Joe Robinson / How-To Geek

In terms of configurations, you’ll have the choice of a 13th Gen Intel i5 or Core i7 processor (my test unit) for your ThinkBook Plus Gen 4. The laptop runs Windows 11 Pro, with 16GB of RAM soldered to the motherboard. Both CPU versions also come with 512GB of internal storage.

I had no issues with the ThinkBook’s performance. My preferred setup was the OLED screen in laptop mode, and it did everything I needed it to do. In fact, I intentionally ran an unnecessary number of apps at the same time, along with several browser tabs. One of the tabs was looping a 4K HDR video, while another was running an interactive weather radar. Bouncing from apps to webpages was trouble-free, although I did have to contend with some delay whenever I would launch a new app. I thought this was surprising, especially for a Core i7 machine.

The Lenovo ThinkBook Plus Gen 4's OLED screen
Joe Robinson / How-To Geek

At close to $3,100, I really wanted to feel the power of the i7 and that 16GB of RAM though. This isn’t to say that the ThinkBook disappointed, but I get just about the same responsiveness from my late 2020 13-inch MacBook Pro with the Apple M1 chip, and that computer only set me back $1,300.

A word of warning: The ThinkBook got very warm. I wasn’t expecting my throw-everything-at-it test to return cool-to-the-touch results, but even when I just had a couple of tabs open, with one of them displaying a PDF, I thought the laptop was toasty. The temperature climbed even higher when I plugged in the ThinkBook’s 65W charger.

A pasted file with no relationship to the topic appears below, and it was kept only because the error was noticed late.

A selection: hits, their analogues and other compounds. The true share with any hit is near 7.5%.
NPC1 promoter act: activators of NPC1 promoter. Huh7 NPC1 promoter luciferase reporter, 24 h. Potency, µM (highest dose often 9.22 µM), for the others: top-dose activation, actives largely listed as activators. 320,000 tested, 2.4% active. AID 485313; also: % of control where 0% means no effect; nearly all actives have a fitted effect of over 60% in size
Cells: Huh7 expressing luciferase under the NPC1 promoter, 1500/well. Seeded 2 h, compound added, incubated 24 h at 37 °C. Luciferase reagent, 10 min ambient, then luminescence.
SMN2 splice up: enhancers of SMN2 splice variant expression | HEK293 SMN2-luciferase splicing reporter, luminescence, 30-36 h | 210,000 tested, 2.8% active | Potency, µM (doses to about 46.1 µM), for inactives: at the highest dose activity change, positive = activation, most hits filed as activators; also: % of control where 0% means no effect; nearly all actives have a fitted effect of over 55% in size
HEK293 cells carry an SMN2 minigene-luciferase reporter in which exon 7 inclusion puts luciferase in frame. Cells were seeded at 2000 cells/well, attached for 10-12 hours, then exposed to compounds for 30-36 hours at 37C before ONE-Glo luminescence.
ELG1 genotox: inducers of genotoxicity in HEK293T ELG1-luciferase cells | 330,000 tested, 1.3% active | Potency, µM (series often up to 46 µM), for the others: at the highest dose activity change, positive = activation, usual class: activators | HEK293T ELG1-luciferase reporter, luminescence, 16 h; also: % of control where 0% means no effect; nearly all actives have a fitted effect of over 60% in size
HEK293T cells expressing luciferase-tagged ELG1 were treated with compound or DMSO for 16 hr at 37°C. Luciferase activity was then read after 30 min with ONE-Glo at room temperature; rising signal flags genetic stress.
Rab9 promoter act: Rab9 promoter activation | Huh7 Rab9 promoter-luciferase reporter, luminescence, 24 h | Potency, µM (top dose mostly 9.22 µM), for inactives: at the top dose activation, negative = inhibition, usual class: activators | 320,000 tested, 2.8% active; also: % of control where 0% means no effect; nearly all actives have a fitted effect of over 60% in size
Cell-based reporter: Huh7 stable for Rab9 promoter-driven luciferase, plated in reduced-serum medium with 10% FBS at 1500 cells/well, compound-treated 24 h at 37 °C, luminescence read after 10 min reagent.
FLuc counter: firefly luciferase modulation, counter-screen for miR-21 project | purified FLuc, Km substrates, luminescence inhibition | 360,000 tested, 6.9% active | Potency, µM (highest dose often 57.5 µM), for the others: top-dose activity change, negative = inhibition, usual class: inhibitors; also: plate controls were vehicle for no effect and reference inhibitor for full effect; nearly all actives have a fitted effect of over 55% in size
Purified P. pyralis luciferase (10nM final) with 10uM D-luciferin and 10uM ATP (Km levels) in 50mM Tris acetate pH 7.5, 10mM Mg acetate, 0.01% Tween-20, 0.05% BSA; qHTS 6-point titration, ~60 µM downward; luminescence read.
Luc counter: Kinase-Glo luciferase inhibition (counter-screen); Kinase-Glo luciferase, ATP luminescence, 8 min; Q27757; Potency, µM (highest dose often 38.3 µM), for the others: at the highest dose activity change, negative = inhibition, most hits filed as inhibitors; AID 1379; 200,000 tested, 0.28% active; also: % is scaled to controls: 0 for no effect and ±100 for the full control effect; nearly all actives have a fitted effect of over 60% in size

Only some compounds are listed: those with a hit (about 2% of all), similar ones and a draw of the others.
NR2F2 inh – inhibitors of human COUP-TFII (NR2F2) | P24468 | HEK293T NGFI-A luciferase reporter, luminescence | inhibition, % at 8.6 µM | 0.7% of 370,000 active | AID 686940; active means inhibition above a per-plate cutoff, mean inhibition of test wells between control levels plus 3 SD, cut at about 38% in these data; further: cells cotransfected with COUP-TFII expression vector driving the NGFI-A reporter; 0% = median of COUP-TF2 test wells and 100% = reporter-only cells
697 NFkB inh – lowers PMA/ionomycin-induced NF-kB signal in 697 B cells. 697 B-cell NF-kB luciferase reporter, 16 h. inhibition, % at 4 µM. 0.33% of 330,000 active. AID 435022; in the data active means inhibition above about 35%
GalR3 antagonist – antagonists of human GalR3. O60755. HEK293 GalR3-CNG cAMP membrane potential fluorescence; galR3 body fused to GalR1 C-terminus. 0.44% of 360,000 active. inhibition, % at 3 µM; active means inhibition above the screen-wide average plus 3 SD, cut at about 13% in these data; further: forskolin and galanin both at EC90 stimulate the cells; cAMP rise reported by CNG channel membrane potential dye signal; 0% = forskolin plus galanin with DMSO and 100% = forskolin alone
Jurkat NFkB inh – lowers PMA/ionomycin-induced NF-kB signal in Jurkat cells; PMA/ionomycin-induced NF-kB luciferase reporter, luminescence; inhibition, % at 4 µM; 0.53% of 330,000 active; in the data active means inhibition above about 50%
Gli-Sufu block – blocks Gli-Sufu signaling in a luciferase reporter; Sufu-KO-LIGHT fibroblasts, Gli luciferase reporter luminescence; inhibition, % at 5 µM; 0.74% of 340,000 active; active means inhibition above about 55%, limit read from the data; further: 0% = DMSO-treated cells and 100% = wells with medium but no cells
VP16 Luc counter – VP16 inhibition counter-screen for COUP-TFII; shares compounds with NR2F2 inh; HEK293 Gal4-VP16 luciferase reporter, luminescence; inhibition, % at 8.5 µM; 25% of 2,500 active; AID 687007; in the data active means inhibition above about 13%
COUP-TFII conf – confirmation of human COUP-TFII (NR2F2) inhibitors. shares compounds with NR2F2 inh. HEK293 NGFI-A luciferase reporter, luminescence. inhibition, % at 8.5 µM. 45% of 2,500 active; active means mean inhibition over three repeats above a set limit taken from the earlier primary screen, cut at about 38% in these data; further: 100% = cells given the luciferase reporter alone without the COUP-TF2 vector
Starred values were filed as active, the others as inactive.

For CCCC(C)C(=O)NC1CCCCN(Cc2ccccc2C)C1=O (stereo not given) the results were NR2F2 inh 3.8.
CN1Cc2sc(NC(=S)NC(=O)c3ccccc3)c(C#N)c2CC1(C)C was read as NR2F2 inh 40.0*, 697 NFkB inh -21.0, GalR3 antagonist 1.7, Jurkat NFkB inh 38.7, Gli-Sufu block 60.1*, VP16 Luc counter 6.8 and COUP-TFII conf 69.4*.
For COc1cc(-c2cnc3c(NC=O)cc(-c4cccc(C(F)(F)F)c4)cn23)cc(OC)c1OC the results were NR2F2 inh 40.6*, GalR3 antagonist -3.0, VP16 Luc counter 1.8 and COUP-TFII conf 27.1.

Battery: Don’t Leave Home Without a Charger

I think one of the big calling cards of the ThinkBook’s E-Ink display is that it’s supposed to be great at preserving the laptop’s battery life. Unfortunately, that’s not really the case. Whether you’re using the OLED screen or the E-Ink panel, the ThinkBook absolutely devours battery.

In about half an hour, my test unit went from 42% battery life to 29%. Admittedly, I had three different 4K videos going at the same time, so I switched to web browsing only. With just a couple of basic web pages open, the ThinkBook dropped from 29 percent to 25 percent in less than half an hour.

I don’t think I’d want to go anywhere without the laptop’s 65W charger, especially if you’re going to be using the ThinkBook as your everyday workplace peripheral. Back when I reviewed the Lenovo Tablet Extreme, I had a great charging experience with Lenovo’s 65W brick, and the accessory didn’t let me down with the ThinkBook either.

During one charging test, I plugged the ThinkBook in at 5:15PM with 24 percent battery remaining. At 5:59PM, the battery was up to 77%. It’s also nice to have the 65W brick on hand for smartphones and other gear.

Should You Buy the Lenovo ThinkBook Plus Gen 4?

The Lenovo ThinkBook Plus Gen 4 is an odd combination of “too much” and “too little.” Lenovo’s asking for too much dough from a very niche demographic, and the inclusion of two screens just isn’t necessary. The E-Ink screen is also pretty much impossible to operate in the first place.

There’s also too little going on in the performance department. This is a Core i7 machine with 16GB of RAM after all, so I expected at least lightning-fast load times (which the laptop could barely manage).

The Lenovo ThinkBook Plus Gen 4 2-in-1 Laptop

Lenovo ThinkBook Plus Gen 4 2-in-1 Laptop

The Lenovo ThinkBook Plus Gen 4 is fun to use, but beyond its arresting OLED display and buttery-smooth UI, this hybrid laptop falls short in several ways. Plus, have you seen the price tag on it?



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By John P.